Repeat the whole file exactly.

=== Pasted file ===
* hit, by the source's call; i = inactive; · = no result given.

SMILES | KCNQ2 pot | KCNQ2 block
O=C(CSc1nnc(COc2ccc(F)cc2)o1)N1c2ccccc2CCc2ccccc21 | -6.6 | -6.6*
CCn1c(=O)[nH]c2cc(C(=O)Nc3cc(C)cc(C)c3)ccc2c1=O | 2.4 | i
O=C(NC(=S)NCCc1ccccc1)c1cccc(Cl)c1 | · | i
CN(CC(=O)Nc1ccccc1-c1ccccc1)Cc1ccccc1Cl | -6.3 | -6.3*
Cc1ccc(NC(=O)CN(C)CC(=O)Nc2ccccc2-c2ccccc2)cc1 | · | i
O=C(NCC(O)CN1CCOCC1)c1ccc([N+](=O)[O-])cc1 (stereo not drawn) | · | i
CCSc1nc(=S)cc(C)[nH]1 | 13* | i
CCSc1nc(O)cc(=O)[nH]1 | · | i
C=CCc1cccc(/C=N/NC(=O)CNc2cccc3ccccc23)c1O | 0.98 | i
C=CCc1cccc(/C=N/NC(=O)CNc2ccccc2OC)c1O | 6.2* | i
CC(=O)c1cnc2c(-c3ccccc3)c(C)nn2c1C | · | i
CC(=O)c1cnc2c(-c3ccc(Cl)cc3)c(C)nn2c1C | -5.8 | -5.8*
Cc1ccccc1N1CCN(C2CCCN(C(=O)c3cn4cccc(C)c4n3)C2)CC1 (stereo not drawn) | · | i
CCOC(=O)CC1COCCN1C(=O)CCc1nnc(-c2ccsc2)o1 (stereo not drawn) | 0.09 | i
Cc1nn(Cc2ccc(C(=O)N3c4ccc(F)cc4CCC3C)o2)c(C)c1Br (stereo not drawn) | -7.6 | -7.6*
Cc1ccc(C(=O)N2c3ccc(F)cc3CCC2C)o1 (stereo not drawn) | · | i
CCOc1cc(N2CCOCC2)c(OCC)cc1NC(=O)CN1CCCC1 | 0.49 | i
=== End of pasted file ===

* hit, by the source's call; i = inactive; · = no result given.

SMILES | KCNQ2 pot | KCNQ2 block
O=C(CSc1nnc(COc2ccc(F)cc2)o1)N1c2ccccc2CCc2ccccc21 | -6.6 | -6.6*
CCn1c(=O)[nH]c2cc(C(=O)Nc3cc(C)cc(C)c3)ccc2c1=O | 2.4 | i
O=C(NC(=S)NCCc1ccccc1)c1cccc(Cl)c1 | · | i
CN(CC(=O)Nc1ccccc1-c1ccccc1)Cc1ccccc1Cl | -6.3 | -6.3*
Cc1ccc(NC(=O)CN(C)CC(=O)Nc2ccccc2-c2ccccc2)cc1 | · | i
O=C(NCC(O)CN1CCOCC1)c1ccc([N+](=O)[O-])cc1 (stereo not drawn) | · | i
CCSc1nc(=S)cc(C)[nH]1 | 13* | i
CCSc1nc(O)cc(=O)[nH]1 | · | i
C=CCc1cccc(/C=N/NC(=O)CNc2cccc3ccccc23)c1O | 0.98 | i
C=CCc1cccc(/C=N/NC(=O)CNc2ccccc2OC)c1O | 6.2* | i
CC(=O)c1cnc2c(-c3ccccc3)c(C)nn2c1C | · | i
CC(=O)c1cnc2c(-c3ccc(Cl)cc3)c(C)nn2c1C | -5.8 | -5.8*
Cc1ccccc1N1CCN(C2CCCN(C(=O)c3cn4cccc(C)c4n3)C2)CC1 (stereo not drawn) | · | i
CCOC(=O)CC1COCCN1C(=O)CCc1nnc(-c2ccsc2)o1 (stereo not drawn) | 0.09 | i
Cc1nn(Cc2ccc(C(=O)N3c4ccc(F)cc4CCC3C)o2)c(C)c1Br (stereo not drawn) | -7.6 | -7.6*
Cc1ccc(C(=O)N2c3ccc(F)cc3CCC2C)o1 (stereo not drawn) | · | i
CCOc1cc(N2CCOCC2)c(OCC)cc1NC(=O)CN1CCCC1 | 0.49 | i